(Credit: Liza Chrust/MTV)
This week’s MTV PUSH artist is Paper Tongues, an innovative North Carolina-bred outfit that fuses hip-hop attitude, loud rock riffs and U2-esque anthems to make a sound all their own. The band recently released its self-titled debut album and is supplying the theme song for the new MTV show “When I Was 17.”
You’ll be seeing a lot of Paper Tongues on MTV this week, but in case you still don’t know the band, let “American Idol” judge Randy Jackson tell you a little more about how the band laced him with its demo.
Plus, watch Paper Tongues’ video for “Trinity” and the epic effort “Ride to California.” And after the jump, read what the guys in the band had to say about their time as teenagers.
+ Paper Tongues wrote the theme song to MTV’s new show “When I Was 17.” Here’s what the band members were like when they were 17.
When I was 17, life was about being a rap star while trying to hustle. I was living in Jacksonville, North Carolina, at mom and dad’s house. They had adopted me. I was busy trying to figure out how to be a good criminal without getting caught. Since none of it was really me, I really missed out on being 17, but at the time I thought that what I was doing and how I was living was everything. In high school I spent my entire day socializing and in typing class, typing every rap that I had written in my notebook the day before. This went on for a whole year. Every day I had a new rap to type in class. I was also trying to date college girls. 17 was really a horrible crapshoot for me. I wasted it drinking and wish I could do it all over again.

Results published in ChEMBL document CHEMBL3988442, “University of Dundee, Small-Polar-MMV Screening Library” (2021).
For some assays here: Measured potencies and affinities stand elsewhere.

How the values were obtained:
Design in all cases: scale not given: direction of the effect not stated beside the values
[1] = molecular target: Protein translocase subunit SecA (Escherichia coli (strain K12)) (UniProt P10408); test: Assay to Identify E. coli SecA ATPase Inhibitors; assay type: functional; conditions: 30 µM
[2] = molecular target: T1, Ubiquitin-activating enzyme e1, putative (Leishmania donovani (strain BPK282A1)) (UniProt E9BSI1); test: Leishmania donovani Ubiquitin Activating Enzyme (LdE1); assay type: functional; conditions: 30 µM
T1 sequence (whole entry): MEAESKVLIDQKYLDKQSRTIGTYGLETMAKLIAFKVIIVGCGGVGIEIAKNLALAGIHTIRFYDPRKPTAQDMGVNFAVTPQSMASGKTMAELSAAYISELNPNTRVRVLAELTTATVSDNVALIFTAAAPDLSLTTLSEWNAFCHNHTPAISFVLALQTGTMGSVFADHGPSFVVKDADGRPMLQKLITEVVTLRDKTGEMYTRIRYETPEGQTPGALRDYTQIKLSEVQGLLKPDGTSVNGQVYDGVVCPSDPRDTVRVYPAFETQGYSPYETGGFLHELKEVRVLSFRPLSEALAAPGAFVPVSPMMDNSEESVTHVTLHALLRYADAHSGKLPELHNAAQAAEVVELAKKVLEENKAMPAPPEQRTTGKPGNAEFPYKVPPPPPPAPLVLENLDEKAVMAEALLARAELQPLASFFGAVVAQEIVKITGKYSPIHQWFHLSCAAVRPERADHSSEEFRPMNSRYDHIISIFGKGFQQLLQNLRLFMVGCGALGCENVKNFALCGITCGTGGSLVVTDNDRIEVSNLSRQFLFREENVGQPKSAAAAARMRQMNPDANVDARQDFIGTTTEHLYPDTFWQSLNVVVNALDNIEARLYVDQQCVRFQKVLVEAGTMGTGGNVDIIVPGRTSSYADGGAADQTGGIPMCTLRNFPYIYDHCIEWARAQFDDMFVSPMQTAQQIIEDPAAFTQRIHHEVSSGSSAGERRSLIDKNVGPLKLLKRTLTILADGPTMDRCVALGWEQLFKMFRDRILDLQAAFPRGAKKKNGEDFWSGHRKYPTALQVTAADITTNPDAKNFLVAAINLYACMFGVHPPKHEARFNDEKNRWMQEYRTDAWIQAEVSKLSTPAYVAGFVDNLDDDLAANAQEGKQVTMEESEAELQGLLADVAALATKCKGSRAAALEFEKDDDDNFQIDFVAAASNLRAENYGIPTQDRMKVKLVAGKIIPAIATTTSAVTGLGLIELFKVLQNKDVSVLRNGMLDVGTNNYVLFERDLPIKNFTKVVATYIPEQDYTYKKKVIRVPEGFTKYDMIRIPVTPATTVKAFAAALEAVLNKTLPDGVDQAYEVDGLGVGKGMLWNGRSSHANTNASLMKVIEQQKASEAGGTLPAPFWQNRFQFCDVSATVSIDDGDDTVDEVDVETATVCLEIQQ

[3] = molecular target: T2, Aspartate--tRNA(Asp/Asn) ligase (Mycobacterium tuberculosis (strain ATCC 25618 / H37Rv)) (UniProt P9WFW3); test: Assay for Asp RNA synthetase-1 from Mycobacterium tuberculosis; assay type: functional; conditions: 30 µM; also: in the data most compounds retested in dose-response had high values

When I was 17, I listened to Death Cab for Cutie all day long. I rode skateboards like I didn’t know what a broken bone was, and I started drinking coffee. I moved out of my parents’ house and started living in a broken-down apartment with a couple of good friends. I worked at Urban Outfitters and barely paid my rent. I lived off ramen and thought that putting frozen vegetables and hot sauce in it made the dish more legitimate. I played in a rock band that wasn’t going anywhere, but it was the most important thing in my life. 17 was a great year for me. I learned the importance of being on my own and how hard life really is. I went through a lot of hairstyles. Yep.
When I was 17 I was living at home eating captain crunch and trying to figure out how to be a normal citizen because I realized later that in a year I would be turning 18 and should think about the world at large. Also I was trying to be cool, even though the closest role model I had was Creed and Jessie Katsopolis from “Full House.” P.S.: That guy is pretty awesome. I didn’t know anything when I was 17, but I was one step closer to being myself, which was an idea I had about being my grandpa who woke at 7 a.m. and fished every day and talked about war stories. Basically, thought I was cool, and I still do. Man I daydream about being 75.